“Estou a pedir” literally translates into “I am asking for.” It’s roughly equivalent to “please.” On a cultural level, however, there’s no comparison.
A founding father once said something along the lines of “Neither a borrower nor a lender be.” He would never have survived in Moçambique. Moçambicans “estou a pedir” for anything and everything. It makes sense in this culture – no one has everything one needs, so people think nothing asking a neighbor or friend for it, knowing that neighbor or friend won’t hesitate to ask for something when they need it as well. Tomatoes? Clothing? Stove? Children? No problem.
However, it’s a little more complicated for Americans to get accustomed to this concept of “estou a pedir”-ing…especially in certain circumstances.
People along the side of the road will estou a pedir you for a sip of water. Kids will estou a pedir you for your shoes. And worse.
I was peacefully enjoying my bucket bath one morning in Namaacha in our outdoor “bathroom” next to the house. Just as I was bent over filling up a cup to rinse off, I heard Mama Celeste approach from the house. I looked up from my bucket just in time to see the curtain that serves as a door pull back and Mama C stick her head in. Confused, I froze, bent as I was over my bucket, wearing nothing but suds, and blinked.
“Estou a pedir tesoura.”
At this point, my Portuguese was still a work in progress, so I wasn’t entirely sure I’d heard correctly.
“Esta a pedir…tesoura?” I repeated. Literally, “You’re asking for…scissors?”
She replied with a grunt – which translates into “yes, please” in the local language of Xangana.
I stood there a moment longer, racking my brain for any possible way that this request could make sense at the present time. Nothing.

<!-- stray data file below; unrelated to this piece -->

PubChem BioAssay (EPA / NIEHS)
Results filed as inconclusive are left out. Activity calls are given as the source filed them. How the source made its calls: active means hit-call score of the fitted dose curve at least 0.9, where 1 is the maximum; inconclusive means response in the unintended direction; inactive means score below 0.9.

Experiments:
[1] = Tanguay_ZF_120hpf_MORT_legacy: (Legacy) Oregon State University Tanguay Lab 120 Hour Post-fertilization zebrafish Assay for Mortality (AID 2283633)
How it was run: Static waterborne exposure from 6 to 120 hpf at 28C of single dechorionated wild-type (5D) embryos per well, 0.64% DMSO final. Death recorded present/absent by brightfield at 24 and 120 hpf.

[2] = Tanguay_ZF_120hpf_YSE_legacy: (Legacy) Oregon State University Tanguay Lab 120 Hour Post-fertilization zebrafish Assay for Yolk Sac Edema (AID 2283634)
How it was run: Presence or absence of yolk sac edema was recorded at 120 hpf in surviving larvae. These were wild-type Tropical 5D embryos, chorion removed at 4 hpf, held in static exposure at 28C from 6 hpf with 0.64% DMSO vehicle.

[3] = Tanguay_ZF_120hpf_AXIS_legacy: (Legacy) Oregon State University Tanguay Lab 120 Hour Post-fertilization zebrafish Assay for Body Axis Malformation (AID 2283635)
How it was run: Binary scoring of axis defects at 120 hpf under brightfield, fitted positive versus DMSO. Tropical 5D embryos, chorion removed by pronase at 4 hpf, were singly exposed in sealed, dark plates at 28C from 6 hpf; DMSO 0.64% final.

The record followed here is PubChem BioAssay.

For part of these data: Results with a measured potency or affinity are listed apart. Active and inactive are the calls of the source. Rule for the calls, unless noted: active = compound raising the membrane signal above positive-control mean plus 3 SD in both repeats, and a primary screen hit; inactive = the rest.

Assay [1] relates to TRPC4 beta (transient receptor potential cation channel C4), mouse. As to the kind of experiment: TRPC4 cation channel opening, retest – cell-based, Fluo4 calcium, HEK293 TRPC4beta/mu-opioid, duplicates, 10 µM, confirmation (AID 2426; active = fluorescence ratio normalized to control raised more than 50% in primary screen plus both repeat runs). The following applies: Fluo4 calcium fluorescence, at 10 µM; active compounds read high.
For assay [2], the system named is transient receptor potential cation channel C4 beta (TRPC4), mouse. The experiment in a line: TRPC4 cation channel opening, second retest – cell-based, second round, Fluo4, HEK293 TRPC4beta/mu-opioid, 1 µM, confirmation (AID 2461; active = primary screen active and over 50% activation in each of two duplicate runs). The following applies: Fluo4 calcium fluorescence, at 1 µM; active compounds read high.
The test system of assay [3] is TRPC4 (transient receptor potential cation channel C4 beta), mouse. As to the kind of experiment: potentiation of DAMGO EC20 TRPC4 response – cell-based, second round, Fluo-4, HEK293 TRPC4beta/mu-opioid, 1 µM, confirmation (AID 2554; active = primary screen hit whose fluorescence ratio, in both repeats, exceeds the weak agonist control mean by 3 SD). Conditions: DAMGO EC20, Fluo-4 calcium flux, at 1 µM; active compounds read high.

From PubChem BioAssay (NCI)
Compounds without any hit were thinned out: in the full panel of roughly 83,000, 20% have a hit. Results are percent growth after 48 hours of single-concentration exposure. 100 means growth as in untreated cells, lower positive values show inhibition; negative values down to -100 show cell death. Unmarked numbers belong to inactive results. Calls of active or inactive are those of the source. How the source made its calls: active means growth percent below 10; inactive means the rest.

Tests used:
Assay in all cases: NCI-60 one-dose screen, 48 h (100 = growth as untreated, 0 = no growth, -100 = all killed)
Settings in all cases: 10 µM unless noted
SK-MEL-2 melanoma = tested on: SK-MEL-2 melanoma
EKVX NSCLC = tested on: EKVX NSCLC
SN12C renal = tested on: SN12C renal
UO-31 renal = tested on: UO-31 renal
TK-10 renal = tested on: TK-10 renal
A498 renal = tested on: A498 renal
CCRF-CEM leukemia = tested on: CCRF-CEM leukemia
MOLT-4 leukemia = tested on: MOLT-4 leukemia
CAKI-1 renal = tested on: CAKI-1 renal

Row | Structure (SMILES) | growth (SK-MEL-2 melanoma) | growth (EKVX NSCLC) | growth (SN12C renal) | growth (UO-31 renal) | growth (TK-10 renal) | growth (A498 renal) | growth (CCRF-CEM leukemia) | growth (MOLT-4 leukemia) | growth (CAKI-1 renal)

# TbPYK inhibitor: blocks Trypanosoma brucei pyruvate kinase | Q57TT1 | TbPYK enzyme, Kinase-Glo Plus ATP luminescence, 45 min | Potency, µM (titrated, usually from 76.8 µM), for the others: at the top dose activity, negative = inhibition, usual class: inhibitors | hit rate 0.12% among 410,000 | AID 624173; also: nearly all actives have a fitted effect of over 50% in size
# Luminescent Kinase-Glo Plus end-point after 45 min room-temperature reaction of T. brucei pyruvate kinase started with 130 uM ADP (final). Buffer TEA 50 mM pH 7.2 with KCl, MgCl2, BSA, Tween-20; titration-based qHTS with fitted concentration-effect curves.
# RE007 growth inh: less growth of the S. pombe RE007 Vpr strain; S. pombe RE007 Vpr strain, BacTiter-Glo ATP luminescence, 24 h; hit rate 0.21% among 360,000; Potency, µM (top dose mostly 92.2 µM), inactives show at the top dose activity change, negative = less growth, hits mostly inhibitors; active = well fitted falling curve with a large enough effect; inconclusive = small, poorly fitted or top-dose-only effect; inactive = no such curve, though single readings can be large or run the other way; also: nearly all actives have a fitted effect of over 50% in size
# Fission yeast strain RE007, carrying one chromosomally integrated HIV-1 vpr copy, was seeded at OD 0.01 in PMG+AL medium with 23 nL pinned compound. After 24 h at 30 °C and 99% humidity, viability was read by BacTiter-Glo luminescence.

Finally, I said “Não tenho agora” – “I don’t have them now.”
She grunted again – this time meaning, “Oh, okay.”
She remained standing in the doorway. We stared at each other. The soap was starting to dry on my skin. I wondered if perhaps I’d been too obliging in the past.
“Umm…depois.” I finally said. “After.”
Her next grunt (meaning “fine”) sounded a little disappointed.
Another uncomfortable and soapy moment passed. Then she disappeared back behind the curtain.
I stood there blinking for a bit before finishing my banho. Afterward, I went to my room and fetched the scissors for Mama C.
“Muita obrigada,” she said. Which confirmed that, for better or worse, I’d heard her correctly.
Another night, I was awoken by a knock and my door and Mama Celeste calling my name (kind of… “Valer” is close enough). In a sleepy and worried daze, I stumbled out of my sleeping bag and mosquito net to open my bedroom door.
“Estou a pedir lanterna.”
At this point, I still didn’t know what the emergency was, but I understood that it required a light – in this case, my cell phone that doubled as a flashlight.
I went to my bed, retrieved my cell phone and handed it over to Mama C. I watched from my doorway as she walked to her room, peeked through a stack of clothes, and get a pair of socks out of the bottom. Then she came back and handed me the cell phone.
“Muita obrigada. Vou dormir.” Thank you. I’m going to sleep.”
I took my cell phone, saw her go back to her room and heard her climb into bed.
Then I looked at my cell phone. 3:30 a.m.
I didn’t say a word. I just went back to bed.